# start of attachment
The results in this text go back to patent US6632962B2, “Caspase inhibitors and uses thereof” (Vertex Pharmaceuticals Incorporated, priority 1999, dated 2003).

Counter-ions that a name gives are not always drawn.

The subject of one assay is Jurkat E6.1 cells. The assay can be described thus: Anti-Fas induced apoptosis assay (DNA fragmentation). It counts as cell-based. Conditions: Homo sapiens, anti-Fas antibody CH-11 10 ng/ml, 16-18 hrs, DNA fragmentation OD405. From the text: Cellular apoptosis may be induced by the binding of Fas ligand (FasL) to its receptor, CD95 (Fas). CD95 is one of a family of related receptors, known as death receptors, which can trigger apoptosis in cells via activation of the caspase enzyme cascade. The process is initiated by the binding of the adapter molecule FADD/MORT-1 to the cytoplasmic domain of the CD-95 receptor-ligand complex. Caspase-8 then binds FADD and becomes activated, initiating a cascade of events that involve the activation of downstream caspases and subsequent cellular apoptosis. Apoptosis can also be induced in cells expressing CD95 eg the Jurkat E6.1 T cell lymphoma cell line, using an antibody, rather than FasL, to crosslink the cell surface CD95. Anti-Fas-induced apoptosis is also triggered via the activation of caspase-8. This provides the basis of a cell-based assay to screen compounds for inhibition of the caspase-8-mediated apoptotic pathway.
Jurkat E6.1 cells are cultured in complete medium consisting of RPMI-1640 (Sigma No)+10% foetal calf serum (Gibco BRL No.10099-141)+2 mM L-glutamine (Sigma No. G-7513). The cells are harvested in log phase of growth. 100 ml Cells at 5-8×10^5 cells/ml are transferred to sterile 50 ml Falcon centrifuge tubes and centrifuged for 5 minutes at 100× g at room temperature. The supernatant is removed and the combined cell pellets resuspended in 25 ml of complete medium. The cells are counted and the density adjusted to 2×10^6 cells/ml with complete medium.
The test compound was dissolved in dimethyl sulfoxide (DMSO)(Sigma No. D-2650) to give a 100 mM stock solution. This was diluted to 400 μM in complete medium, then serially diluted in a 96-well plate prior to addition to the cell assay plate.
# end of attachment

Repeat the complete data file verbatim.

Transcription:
The results in this text go back to patent US6632962B2, “Caspase inhibitors and uses thereof” (Vertex Pharmaceuticals Incorporated, priority 1999, dated 2003).

Counter-ions that a name gives are not always drawn.

The subject of one assay is Jurkat E6.1 cells. The assay can be described thus: Anti-Fas induced apoptosis assay (DNA fragmentation). It counts as cell-based. Conditions: Homo sapiens, anti-Fas antibody CH-11 10 ng/ml, 16-18 hrs, DNA fragmentation OD405. From the text: Cellular apoptosis may be induced by the binding of Fas ligand (FasL) to its receptor, CD95 (Fas). CD95 is one of a family of related receptors, known as death receptors, which can trigger apoptosis in cells via activation of the caspase enzyme cascade. The process is initiated by the binding of the adapter molecule FADD/MORT-1 to the cytoplasmic domain of the CD-95 receptor-ligand complex. Caspase-8 then binds FADD and becomes activated, initiating a cascade of events that involve the activation of downstream caspases and subsequent cellular apoptosis. Apoptosis can also be induced in cells expressing CD95 eg the Jurkat E6.1 T cell lymphoma cell line, using an antibody, rather than FasL, to crosslink the cell surface CD95. Anti-Fas-induced apoptosis is also triggered via the activation of caspase-8. This provides the basis of a cell-based assay to screen compounds for inhibition of the caspase-8-mediated apoptotic pathway.
Jurkat E6.1 cells are cultured in complete medium consisting of RPMI-1640 (Sigma No)+10% foetal calf serum (Gibco BRL No.10099-141)+2 mM L-glutamine (Sigma No. G-7513). The cells are harvested in log phase of growth. 100 ml Cells at 5-8×10^5 cells/ml are transferred to sterile 50 ml Falcon centrifuge tubes and centrifuged for 5 minutes at 100× g at room temperature. The supernatant is removed and the combined cell pellets resuspended in 25 ml of complete medium. The cells are counted and the density adjusted to 2×10^6 cells/ml with complete medium.
The test compound was dissolved in dimethyl sulfoxide (DMSO)(Sigma No. D-2650) to give a 100 mM stock solution. This was diluted to 400 μM in complete medium, then serially diluted in a 96-well plate prior to addition to the cell assay plate.